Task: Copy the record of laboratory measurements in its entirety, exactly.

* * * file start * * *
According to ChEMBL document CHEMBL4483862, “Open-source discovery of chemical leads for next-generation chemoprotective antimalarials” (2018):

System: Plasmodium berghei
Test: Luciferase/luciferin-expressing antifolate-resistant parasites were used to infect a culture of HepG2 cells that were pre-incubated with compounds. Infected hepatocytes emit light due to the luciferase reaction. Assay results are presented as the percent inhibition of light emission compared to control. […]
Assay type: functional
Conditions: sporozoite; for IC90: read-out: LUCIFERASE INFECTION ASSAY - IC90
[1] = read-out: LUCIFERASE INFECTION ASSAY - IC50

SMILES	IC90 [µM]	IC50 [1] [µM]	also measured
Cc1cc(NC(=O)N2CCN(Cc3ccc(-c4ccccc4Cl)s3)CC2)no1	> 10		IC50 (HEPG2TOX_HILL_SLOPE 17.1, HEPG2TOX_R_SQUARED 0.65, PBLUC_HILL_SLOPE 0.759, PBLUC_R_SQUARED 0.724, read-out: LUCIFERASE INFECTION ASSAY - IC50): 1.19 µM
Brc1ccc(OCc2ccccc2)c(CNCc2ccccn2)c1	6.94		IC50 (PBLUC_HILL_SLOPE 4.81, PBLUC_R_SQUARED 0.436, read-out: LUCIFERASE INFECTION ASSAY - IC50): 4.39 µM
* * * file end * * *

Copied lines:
According to ChEMBL document CHEMBL4483862, “Open-source discovery of chemical leads for next-generation chemoprotective antimalarials” (2018):

System: Plasmodium berghei
Test: Luciferase/luciferin-expressing antifolate-resistant parasites were used to infect a culture of HepG2 cells that were pre-incubated with compounds. Infected hepatocytes emit light due to the luciferase reaction. Assay results are presented as the percent inhibition of light emission compared to control. […]
Assay type: functional
Conditions: sporozoite; for IC90: read-out: LUCIFERASE INFECTION ASSAY - IC90
[1] = read-out: LUCIFERASE INFECTION ASSAY - IC50

SMILES	IC90 [µM]	IC50 [1] [µM]	also measured
Cc1cc(NC(=O)N2CCN(Cc3ccc(-c4ccccc4Cl)s3)CC2)no1	> 10		IC50 (HEPG2TOX_HILL_SLOPE 17.1, HEPG2TOX_R_SQUARED 0.65, PBLUC_HILL_SLOPE 0.759, PBLUC_R_SQUARED 0.724, read-out: LUCIFERASE INFECTION ASSAY - IC50): 1.19 µM
Brc1ccc(OCc2ccccc2)c(CNCc2ccccn2)c1	6.94		IC50 (PBLUC_HILL_SLOPE 4.81, PBLUC_R_SQUARED 0.436, read-out: LUCIFERASE INFECTION ASSAY - IC50): 4.39 µM